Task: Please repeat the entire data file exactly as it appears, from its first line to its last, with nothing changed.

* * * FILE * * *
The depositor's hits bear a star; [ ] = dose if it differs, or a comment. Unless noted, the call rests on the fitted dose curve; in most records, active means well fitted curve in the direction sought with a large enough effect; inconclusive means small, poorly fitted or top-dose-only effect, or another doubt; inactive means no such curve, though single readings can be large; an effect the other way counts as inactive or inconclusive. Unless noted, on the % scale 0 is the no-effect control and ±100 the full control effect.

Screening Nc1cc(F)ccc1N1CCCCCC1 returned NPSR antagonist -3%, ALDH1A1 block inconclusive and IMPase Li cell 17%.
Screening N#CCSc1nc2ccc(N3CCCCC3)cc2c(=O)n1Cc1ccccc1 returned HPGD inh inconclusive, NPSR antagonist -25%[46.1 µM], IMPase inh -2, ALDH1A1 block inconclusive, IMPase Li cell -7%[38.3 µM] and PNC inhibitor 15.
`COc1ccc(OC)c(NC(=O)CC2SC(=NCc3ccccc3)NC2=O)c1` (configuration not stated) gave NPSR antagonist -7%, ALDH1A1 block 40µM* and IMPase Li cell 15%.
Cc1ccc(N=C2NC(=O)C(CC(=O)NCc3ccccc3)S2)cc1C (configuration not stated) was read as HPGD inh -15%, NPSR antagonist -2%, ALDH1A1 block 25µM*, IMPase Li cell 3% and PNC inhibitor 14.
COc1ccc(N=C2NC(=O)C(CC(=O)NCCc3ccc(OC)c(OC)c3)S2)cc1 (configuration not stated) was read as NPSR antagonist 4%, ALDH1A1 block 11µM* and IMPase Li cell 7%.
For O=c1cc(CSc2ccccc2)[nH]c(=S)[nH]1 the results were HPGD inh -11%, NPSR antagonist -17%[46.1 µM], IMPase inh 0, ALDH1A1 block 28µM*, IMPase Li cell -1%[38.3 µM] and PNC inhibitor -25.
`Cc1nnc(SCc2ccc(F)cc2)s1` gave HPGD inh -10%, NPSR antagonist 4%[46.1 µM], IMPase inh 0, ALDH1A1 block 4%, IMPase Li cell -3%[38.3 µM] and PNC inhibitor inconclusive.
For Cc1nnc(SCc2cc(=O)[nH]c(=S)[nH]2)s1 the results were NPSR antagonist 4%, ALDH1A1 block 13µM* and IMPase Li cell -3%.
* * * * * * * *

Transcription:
The depositor's hits bear a star; [ ] = dose if it differs, or a comment. Unless noted, the call rests on the fitted dose curve; in most records, active means well fitted curve in the direction sought with a large enough effect; inconclusive means small, poorly fitted or top-dose-only effect, or another doubt; inactive means no such curve, though single readings can be large; an effect the other way counts as inactive or inconclusive. Unless noted, on the % scale 0 is the no-effect control and ±100 the full control effect.

Screening Nc1cc(F)ccc1N1CCCCCC1 returned NPSR antagonist -3%, ALDH1A1 block inconclusive and IMPase Li cell 17%.
Screening N#CCSc1nc2ccc(N3CCCCC3)cc2c(=O)n1Cc1ccccc1 returned HPGD inh inconclusive, NPSR antagonist -25%[46.1 µM], IMPase inh -2, ALDH1A1 block inconclusive, IMPase Li cell -7%[38.3 µM] and PNC inhibitor 15.
`COc1ccc(OC)c(NC(=O)CC2SC(=NCc3ccccc3)NC2=O)c1` (configuration not stated) gave NPSR antagonist -7%, ALDH1A1 block 40µM* and IMPase Li cell 15%.
Cc1ccc(N=C2NC(=O)C(CC(=O)NCc3ccccc3)S2)cc1C (configuration not stated) was read as HPGD inh -15%, NPSR antagonist -2%, ALDH1A1 block 25µM*, IMPase Li cell 3% and PNC inhibitor 14.
COc1ccc(N=C2NC(=O)C(CC(=O)NCCc3ccc(OC)c(OC)c3)S2)cc1 (configuration not stated) was read as NPSR antagonist 4%, ALDH1A1 block 11µM* and IMPase Li cell 7%.
For O=c1cc(CSc2ccccc2)[nH]c(=S)[nH]1 the results were HPGD inh -11%, NPSR antagonist -17%[46.1 µM], IMPase inh 0, ALDH1A1 block 28µM*, IMPase Li cell -1%[38.3 µM] and PNC inhibitor -25.
`Cc1nnc(SCc2ccc(F)cc2)s1` gave HPGD inh -10%, NPSR antagonist 4%[46.1 µM], IMPase inh 0, ALDH1A1 block 4%, IMPase Li cell -3%[38.3 µM] and PNC inhibitor inconclusive.
For Cc1nnc(SCc2cc(=O)[nH]c(=S)[nH]2)s1 the results were NPSR antagonist 4%, ALDH1A1 block 13µM* and IMPase Li cell -3%.